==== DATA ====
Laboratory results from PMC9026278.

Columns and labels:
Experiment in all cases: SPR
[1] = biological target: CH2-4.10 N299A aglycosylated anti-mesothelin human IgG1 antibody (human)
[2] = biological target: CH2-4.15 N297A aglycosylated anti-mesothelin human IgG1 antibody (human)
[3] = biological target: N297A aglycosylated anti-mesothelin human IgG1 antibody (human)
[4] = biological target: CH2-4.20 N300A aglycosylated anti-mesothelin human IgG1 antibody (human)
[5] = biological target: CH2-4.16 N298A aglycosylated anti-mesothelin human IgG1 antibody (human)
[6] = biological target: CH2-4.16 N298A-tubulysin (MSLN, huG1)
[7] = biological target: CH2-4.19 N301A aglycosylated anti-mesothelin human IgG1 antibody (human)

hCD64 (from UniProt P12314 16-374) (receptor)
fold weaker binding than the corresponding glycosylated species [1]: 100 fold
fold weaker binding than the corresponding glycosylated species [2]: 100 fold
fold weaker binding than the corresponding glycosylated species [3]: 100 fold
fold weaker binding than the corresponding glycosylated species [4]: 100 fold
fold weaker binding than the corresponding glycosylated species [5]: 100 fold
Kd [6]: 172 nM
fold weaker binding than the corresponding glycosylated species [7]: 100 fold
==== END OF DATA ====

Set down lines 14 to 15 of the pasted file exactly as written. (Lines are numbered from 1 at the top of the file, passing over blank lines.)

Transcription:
fold weaker binding than the corresponding glycosylated species [3]: 100 fold
fold weaker binding than the corresponding glycosylated species [4]: 100 fold